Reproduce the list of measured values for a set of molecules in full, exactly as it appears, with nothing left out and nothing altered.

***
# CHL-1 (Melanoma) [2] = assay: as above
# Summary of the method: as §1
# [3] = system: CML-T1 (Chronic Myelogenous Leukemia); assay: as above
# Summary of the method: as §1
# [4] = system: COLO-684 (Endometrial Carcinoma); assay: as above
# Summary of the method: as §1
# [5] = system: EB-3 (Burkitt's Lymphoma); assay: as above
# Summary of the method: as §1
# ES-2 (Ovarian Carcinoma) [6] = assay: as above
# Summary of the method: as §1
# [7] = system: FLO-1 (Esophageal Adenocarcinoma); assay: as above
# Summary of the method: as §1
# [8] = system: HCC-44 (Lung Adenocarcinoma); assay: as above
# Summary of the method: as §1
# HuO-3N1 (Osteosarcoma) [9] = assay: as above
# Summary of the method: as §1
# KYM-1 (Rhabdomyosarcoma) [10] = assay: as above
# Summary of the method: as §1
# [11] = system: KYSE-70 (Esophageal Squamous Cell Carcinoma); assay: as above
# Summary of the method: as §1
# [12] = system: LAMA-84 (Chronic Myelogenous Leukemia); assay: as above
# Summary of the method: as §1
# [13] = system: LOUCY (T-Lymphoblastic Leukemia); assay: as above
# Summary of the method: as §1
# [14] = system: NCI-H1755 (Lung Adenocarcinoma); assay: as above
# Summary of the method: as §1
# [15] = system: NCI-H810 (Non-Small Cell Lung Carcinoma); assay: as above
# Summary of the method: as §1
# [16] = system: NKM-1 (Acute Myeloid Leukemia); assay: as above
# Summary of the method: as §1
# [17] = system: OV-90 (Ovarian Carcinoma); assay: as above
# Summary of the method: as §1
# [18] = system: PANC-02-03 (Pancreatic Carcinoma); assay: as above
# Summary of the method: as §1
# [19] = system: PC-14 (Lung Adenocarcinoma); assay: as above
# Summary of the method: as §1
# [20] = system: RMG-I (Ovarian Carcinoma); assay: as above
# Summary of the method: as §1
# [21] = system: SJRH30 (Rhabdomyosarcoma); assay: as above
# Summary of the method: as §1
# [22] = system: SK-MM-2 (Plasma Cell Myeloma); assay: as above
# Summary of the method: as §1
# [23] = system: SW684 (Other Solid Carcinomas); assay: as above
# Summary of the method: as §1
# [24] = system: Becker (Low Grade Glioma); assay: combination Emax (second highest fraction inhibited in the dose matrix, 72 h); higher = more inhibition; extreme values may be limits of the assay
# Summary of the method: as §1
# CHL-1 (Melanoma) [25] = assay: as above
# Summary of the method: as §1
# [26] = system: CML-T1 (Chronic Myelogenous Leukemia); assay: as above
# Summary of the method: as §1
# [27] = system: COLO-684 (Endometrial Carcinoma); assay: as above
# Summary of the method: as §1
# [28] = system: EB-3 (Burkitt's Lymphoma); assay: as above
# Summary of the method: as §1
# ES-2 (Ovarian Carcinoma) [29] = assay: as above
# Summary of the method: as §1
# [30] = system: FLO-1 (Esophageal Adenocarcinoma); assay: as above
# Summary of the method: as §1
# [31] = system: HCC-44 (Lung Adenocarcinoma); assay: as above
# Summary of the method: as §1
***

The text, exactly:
# CHL-1 (Melanoma) [2] = assay: as above
# Summary of the method: as §1
# [3] = system: CML-T1 (Chronic Myelogenous Leukemia); assay: as above
# Summary of the method: as §1
# [4] = system: COLO-684 (Endometrial Carcinoma); assay: as above
# Summary of the method: as §1
# [5] = system: EB-3 (Burkitt's Lymphoma); assay: as above
# Summary of the method: as §1
# ES-2 (Ovarian Carcinoma) [6] = assay: as above
# Summary of the method: as §1
# [7] = system: FLO-1 (Esophageal Adenocarcinoma); assay: as above
# Summary of the method: as §1
# [8] = system: HCC-44 (Lung Adenocarcinoma); assay: as above
# Summary of the method: as §1
# HuO-3N1 (Osteosarcoma) [9] = assay: as above
# Summary of the method: as §1
# KYM-1 (Rhabdomyosarcoma) [10] = assay: as above
# Summary of the method: as §1
# [11] = system: KYSE-70 (Esophageal Squamous Cell Carcinoma); assay: as above
# Summary of the method: as §1
# [12] = system: LAMA-84 (Chronic Myelogenous Leukemia); assay: as above
# Summary of the method: as §1
# [13] = system: LOUCY (T-Lymphoblastic Leukemia); assay: as above
# Summary of the method: as §1
# [14] = system: NCI-H1755 (Lung Adenocarcinoma); assay: as above
# Summary of the method: as §1
# [15] = system: NCI-H810 (Non-Small Cell Lung Carcinoma); assay: as above
# Summary of the method: as §1
# [16] = system: NKM-1 (Acute Myeloid Leukemia); assay: as above
# Summary of the method: as §1
# [17] = system: OV-90 (Ovarian Carcinoma); assay: as above
# Summary of the method: as §1
# [18] = system: PANC-02-03 (Pancreatic Carcinoma); assay: as above
# Summary of the method: as §1
# [19] = system: PC-14 (Lung Adenocarcinoma); assay: as above
# Summary of the method: as §1
# [20] = system: RMG-I (Ovarian Carcinoma); assay: as above
# Summary of the method: as §1
# [21] = system: SJRH30 (Rhabdomyosarcoma); assay: as above
# Summary of the method: as §1
# [22] = system: SK-MM-2 (Plasma Cell Myeloma); assay: as above
# Summary of the method: as §1
# [23] = system: SW684 (Other Solid Carcinomas); assay: as above
# Summary of the method: as §1
# [24] = system: Becker (Low Grade Glioma); assay: combination Emax (second highest fraction inhibited in the dose matrix, 72 h); higher = more inhibition; extreme values may be limits of the assay
# Summary of the method: as §1
# CHL-1 (Melanoma) [25] = assay: as above
# Summary of the method: as §1
# [26] = system: CML-T1 (Chronic Myelogenous Leukemia); assay: as above
# Summary of the method: as §1
# [27] = system: COLO-684 (Endometrial Carcinoma); assay: as above
# Summary of the method: as §1
# [28] = system: EB-3 (Burkitt's Lymphoma); assay: as above
# Summary of the method: as §1
# ES-2 (Ovarian Carcinoma) [29] = assay: as above
# Summary of the method: as §1
# [30] = system: FLO-1 (Esophageal Adenocarcinoma); assay: as above
# Summary of the method: as §1
# [31] = system: HCC-44 (Lung Adenocarcinoma); assay: as above
# Summary of the method: as §1